The National Road Research Alliance (NRRA) is hosting “Performance Benefits of Fiber-Reinforced Thin Concrete Pavement and Overlays” on September 21 at 10 a.m. CST, presented by Manik Barman, University of Minnesota Duluth.
The NRRA’s monthly seminar highlights research topics that will make an impact on the work done here in the state of Minnesota and around the country.
Due to increasing budget constraints, there is interest in economizing pavement structures by reducing the panel thickness or increasing the service life of the pavement. Past research has demonstrated definite limits to reducing the panel thickness of conventional undoweled jointed plain concrete pavement (JPCP), thus invoking interest in understanding the potential of using structural fiber-reinforced concrete (FRC) to either allow slab thickness reduction or an increase in service life. The research need arises in understanding the contribution of structural fibers in mitigating panel fatigue cracking and transverse joint faulting in thin concrete overlays and pavement on grade. There is interest in understanding the effects fiber reinforced concrete have on panel size as well, especially for much thinner slabs.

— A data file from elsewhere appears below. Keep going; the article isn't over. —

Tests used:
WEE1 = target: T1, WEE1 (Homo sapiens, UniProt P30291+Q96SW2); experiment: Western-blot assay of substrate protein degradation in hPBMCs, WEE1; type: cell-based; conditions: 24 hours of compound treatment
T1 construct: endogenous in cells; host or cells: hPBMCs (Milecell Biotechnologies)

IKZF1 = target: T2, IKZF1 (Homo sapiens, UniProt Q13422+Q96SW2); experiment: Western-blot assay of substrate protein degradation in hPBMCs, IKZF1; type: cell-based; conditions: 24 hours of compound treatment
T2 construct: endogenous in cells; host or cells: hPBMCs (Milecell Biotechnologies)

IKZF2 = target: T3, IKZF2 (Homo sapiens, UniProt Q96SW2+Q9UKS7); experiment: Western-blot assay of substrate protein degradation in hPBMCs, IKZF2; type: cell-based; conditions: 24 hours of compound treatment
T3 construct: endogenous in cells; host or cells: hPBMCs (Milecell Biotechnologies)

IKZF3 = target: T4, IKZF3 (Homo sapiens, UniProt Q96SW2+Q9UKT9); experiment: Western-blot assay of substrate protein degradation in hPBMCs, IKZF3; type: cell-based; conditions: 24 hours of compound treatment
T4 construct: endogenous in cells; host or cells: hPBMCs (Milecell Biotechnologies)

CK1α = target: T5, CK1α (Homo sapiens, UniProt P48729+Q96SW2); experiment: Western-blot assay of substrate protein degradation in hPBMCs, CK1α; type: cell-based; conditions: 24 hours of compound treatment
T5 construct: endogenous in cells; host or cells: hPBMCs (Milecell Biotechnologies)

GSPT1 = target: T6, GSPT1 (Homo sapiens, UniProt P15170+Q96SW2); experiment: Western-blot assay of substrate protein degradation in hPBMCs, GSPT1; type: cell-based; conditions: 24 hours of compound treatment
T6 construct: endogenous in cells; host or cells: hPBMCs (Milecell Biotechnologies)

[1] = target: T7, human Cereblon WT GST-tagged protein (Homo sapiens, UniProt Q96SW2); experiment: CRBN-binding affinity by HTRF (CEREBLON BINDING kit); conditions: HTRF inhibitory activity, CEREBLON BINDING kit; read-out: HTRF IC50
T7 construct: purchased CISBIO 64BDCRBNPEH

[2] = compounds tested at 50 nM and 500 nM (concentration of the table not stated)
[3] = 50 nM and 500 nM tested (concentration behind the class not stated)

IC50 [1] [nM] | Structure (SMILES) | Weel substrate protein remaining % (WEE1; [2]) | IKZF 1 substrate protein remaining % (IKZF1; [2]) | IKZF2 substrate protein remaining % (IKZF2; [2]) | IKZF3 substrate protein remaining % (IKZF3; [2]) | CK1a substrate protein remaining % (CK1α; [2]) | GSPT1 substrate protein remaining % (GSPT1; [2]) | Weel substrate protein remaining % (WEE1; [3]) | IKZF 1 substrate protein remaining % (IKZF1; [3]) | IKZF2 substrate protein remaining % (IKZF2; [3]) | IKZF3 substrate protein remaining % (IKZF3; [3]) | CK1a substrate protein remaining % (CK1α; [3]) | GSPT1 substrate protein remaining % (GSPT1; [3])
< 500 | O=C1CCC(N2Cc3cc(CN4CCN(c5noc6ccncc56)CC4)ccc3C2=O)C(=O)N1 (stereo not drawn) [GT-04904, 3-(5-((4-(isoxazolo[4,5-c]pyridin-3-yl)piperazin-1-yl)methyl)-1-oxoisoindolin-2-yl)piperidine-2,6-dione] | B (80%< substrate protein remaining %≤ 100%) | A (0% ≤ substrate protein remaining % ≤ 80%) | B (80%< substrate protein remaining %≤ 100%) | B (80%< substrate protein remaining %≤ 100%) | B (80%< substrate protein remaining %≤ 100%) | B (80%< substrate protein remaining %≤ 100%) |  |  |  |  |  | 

Structural fibers generally improve the performance of thin concrete pavement and overlays by (i) holding cracks tight and (ii) transferring the wheel load between adjacent slabs. Several laboratory studies are currently in progress to comprehensively quantify the above-mentioned two benefits. Performance comparison of companion pavement sections (with and without fibers) are now required to obtain a field-validated method to accurately account for the contribution of fibers for the future mechanistic-empirical (ME) design procedures of FRC based thin concrete overlays and pavements on grade.
To achieve this, the National Road Research Alliance (NRRA) has designed and constructed seven fiber-reinforced concrete test cells and one control plain concrete cell at the MnROAD facility in summer 2017. The primary variables in these cells include panel thickness, type of support (base), panel size, and fiber dosage. All of these cells are equipped with different types of response measuring sensors. Performance of these cells will be periodically evaluated. Sensor data and periodically collected performance data will be used to achieve the following objectives:
- Determining contribution of fibers in reducing panel fatigue cracking;
- Determining contribution of fibers in mitigating joint faulting;
- Determining optimal panel size.